3. I'd check with local hospitals about birth classes, unless you are looking for something more alternative like hypnobirthing. In our area, there's Isis Maternity that provides lots of pre-baby education and there may be something similar in your area. I didn't do a breastfeeding class, but I did go to a couple of la leche league meetings with a friend just to get a sense of things. If it were M., I'd probably take a birthing class before leaving the country, just so you don't have too much craziness in the 8th month, when you'll probably be trying to wrangle all of your baby gear. I think a birth class is helpful so that you and your birth partner can have an idea of what to expect. I would also highly recommend considering a doula for the birth. It is very challenging to be the support person for a woman in labor, particularly if you've never had any experience in a delivery room -- it's pretty intense! It can be helpful to have someone there who can just focus on taking care of you and your partner.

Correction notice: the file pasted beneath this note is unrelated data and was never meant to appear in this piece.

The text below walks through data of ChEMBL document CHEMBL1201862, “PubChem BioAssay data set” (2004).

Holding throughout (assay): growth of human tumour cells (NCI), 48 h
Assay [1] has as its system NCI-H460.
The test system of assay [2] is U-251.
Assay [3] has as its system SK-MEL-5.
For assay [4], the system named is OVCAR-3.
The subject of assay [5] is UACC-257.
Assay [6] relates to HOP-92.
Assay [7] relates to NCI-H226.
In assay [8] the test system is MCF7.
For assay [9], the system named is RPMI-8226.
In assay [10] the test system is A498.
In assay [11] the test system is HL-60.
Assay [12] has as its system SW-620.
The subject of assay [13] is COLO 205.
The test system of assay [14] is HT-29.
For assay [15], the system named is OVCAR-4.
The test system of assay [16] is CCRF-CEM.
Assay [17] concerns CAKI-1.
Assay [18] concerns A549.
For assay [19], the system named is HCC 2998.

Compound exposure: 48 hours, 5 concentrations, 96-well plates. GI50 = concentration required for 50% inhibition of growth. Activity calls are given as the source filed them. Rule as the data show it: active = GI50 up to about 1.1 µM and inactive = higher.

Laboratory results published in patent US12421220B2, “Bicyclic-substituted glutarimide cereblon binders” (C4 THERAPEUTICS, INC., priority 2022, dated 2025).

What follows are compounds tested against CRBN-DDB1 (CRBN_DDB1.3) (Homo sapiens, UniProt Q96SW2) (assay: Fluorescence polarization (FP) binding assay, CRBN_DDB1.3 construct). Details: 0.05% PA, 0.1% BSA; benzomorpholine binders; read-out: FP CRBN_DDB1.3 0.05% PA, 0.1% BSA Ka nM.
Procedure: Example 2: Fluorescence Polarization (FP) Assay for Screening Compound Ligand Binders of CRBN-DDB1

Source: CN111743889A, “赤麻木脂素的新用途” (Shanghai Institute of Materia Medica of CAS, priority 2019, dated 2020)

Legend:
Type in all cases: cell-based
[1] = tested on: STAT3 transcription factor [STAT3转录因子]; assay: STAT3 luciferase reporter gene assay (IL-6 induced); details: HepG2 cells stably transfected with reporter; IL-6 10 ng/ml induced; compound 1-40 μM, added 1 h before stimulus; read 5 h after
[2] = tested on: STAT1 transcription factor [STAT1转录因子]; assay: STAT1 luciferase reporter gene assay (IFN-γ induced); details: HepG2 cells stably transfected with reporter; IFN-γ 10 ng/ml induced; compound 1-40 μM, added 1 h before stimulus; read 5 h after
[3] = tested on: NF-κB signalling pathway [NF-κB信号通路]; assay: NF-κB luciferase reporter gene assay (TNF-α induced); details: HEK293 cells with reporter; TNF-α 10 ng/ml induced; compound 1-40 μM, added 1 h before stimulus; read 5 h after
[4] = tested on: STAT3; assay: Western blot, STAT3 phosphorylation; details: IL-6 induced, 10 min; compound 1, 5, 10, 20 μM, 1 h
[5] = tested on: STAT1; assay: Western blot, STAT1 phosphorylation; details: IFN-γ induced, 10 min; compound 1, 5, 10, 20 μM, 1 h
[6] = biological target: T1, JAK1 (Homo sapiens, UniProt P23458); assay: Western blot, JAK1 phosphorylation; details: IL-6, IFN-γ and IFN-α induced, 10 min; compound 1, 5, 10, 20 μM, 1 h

Good luck!



answers from Minneapolis on

Congratulations! Here is a good resource for pregnancy and newborn resources in the Twin Cities: